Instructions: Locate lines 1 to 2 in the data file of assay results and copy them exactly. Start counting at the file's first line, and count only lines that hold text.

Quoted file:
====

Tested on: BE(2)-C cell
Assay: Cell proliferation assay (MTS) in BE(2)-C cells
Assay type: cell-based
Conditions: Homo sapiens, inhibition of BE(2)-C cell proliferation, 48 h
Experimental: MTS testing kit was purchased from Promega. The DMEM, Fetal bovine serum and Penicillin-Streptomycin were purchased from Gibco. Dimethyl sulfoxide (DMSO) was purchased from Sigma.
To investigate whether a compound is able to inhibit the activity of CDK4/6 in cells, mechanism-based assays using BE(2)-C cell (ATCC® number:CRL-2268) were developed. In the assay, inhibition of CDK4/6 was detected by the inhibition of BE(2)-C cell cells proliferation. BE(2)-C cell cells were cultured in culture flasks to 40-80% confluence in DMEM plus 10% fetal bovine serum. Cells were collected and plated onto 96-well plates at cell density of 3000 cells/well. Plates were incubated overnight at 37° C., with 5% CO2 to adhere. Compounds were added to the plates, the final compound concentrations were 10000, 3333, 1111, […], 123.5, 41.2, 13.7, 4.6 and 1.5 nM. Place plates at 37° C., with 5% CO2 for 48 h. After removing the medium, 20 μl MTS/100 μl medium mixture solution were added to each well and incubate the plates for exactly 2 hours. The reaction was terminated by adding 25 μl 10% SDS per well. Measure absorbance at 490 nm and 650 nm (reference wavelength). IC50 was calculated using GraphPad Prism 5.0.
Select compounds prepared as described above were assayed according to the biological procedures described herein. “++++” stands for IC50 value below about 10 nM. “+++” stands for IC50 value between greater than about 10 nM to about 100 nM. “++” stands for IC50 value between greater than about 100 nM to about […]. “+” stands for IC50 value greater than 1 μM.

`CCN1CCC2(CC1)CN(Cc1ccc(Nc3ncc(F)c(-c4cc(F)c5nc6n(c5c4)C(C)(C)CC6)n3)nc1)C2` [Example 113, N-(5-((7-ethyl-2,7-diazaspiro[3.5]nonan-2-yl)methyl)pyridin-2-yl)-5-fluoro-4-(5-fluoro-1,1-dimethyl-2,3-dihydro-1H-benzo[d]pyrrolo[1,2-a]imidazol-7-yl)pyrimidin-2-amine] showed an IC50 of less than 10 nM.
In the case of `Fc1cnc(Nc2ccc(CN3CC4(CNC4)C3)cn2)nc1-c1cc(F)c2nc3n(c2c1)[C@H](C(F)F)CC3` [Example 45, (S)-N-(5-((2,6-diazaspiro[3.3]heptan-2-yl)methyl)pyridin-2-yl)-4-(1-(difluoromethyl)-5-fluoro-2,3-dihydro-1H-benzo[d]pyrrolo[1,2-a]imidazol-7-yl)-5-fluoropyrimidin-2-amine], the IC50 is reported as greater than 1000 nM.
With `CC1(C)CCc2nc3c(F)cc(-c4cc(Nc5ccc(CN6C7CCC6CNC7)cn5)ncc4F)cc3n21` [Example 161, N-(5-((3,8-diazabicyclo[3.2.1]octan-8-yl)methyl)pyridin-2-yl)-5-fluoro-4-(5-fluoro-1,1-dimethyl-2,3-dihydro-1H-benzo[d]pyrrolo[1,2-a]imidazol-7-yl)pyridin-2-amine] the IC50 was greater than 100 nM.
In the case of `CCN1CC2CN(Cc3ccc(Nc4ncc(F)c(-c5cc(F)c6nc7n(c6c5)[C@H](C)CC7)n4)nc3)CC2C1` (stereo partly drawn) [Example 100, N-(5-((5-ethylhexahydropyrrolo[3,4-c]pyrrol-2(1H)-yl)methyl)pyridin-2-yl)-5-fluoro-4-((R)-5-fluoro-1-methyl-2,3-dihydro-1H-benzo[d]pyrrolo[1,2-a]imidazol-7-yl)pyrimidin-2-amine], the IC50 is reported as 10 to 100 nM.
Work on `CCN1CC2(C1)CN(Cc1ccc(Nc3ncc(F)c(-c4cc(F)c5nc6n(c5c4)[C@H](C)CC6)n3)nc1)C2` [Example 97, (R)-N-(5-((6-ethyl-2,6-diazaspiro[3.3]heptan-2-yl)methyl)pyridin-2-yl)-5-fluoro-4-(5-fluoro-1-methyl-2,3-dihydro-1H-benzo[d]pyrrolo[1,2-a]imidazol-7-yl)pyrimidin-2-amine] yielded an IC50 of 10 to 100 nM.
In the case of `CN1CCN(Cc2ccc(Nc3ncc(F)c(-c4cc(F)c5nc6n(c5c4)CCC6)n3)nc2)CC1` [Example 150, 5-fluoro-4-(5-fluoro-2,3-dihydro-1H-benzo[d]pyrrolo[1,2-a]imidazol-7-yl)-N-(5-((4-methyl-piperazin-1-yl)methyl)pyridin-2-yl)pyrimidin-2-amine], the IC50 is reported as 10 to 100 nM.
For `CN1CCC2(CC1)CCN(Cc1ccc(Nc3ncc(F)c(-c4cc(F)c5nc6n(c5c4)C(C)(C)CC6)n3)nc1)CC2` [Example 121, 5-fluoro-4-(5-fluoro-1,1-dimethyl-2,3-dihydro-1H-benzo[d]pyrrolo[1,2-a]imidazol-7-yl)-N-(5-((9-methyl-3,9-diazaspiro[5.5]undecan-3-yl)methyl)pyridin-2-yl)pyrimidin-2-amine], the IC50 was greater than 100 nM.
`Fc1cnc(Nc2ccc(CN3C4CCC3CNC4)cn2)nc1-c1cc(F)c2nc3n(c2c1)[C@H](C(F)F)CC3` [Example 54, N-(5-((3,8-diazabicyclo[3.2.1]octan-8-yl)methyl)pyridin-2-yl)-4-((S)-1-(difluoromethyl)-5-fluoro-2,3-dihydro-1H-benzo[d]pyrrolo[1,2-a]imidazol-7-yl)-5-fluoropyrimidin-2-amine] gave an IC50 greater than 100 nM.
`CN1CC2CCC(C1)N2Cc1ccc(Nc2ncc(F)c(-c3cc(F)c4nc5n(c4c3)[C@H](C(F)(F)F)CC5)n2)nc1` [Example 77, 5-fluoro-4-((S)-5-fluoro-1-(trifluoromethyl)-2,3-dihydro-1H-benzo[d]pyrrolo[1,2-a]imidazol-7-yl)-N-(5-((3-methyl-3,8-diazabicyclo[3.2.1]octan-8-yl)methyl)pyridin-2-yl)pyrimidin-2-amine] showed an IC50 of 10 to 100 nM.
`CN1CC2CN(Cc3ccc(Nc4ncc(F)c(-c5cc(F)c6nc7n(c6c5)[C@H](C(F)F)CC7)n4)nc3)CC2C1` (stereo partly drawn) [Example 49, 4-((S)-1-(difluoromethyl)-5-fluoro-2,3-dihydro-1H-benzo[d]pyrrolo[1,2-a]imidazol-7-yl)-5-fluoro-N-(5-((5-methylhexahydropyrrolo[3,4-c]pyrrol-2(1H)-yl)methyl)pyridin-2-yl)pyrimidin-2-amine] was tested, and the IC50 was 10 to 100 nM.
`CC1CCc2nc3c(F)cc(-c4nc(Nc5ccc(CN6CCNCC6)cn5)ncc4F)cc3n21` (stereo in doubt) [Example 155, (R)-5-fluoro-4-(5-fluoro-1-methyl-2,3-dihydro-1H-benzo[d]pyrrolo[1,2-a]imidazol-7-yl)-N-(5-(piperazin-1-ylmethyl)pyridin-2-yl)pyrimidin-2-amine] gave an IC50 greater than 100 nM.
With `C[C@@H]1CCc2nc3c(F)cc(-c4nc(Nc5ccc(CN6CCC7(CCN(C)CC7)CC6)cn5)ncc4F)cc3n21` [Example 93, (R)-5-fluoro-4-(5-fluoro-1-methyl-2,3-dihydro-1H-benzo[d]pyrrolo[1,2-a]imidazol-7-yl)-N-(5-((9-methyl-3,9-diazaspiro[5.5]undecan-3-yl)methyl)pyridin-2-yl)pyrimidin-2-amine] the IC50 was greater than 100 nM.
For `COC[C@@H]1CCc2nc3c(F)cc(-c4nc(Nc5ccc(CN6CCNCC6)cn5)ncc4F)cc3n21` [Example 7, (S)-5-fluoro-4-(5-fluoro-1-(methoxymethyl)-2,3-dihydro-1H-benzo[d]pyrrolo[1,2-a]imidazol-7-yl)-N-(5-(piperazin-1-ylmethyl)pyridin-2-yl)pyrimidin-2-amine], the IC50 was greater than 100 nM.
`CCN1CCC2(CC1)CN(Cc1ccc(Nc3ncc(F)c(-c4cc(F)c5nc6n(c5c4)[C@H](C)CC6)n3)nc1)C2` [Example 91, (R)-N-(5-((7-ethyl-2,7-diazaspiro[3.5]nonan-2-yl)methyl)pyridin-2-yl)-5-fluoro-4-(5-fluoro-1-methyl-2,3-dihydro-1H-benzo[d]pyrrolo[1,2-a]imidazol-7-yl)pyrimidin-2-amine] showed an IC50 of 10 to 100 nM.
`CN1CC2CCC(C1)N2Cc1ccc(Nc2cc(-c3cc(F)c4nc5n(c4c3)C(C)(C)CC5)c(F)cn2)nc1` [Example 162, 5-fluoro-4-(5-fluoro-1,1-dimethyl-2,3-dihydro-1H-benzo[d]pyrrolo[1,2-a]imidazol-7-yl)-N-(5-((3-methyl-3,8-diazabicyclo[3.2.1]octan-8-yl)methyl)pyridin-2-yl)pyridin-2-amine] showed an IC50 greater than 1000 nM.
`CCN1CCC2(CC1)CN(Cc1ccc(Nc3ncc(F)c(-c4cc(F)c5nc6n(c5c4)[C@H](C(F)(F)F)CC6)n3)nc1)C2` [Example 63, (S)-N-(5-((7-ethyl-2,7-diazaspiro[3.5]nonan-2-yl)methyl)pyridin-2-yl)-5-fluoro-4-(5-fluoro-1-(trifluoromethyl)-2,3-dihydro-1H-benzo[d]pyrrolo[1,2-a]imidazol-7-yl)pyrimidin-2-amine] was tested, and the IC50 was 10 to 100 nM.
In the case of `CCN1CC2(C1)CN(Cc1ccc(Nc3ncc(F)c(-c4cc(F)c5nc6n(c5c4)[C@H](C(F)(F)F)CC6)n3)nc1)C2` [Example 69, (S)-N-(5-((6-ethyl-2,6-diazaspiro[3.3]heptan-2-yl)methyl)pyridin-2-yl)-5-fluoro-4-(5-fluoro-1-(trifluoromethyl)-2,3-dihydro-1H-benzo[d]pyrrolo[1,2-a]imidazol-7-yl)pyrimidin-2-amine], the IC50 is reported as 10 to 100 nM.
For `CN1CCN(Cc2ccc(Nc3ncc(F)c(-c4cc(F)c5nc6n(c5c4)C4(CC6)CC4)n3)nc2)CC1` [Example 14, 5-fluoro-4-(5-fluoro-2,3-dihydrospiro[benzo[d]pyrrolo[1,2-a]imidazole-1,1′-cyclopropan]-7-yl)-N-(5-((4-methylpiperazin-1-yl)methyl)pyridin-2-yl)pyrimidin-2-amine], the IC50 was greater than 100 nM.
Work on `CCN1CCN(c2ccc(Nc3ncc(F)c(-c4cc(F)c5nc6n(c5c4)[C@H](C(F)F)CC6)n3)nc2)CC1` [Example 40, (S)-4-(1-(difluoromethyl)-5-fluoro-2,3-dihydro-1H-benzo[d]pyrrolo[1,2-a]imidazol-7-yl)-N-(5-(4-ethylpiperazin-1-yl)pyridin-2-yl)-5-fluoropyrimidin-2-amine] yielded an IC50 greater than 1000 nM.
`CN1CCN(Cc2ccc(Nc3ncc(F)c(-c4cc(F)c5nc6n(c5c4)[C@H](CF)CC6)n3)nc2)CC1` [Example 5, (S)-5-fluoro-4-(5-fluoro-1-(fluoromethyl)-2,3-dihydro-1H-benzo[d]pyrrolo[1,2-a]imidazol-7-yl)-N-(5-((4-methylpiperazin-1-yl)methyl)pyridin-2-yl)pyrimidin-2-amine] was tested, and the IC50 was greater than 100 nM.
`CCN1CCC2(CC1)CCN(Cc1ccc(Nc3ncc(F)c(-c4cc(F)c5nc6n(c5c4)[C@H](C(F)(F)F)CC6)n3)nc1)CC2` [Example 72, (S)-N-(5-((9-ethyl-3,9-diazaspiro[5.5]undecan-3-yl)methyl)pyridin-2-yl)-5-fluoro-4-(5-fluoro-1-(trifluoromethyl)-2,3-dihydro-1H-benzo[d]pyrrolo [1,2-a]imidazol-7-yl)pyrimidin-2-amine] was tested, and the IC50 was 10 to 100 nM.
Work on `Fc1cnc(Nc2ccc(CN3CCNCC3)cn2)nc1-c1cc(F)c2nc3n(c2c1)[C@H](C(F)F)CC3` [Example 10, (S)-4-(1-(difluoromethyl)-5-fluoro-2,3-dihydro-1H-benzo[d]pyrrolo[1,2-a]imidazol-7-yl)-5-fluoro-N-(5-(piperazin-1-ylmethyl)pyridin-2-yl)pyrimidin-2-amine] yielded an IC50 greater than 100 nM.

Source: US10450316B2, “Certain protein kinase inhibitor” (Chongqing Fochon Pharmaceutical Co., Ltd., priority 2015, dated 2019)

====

Tested on: BE(2)-C cell
Assay: Cell proliferation assay (MTS) in BE(2)-C cells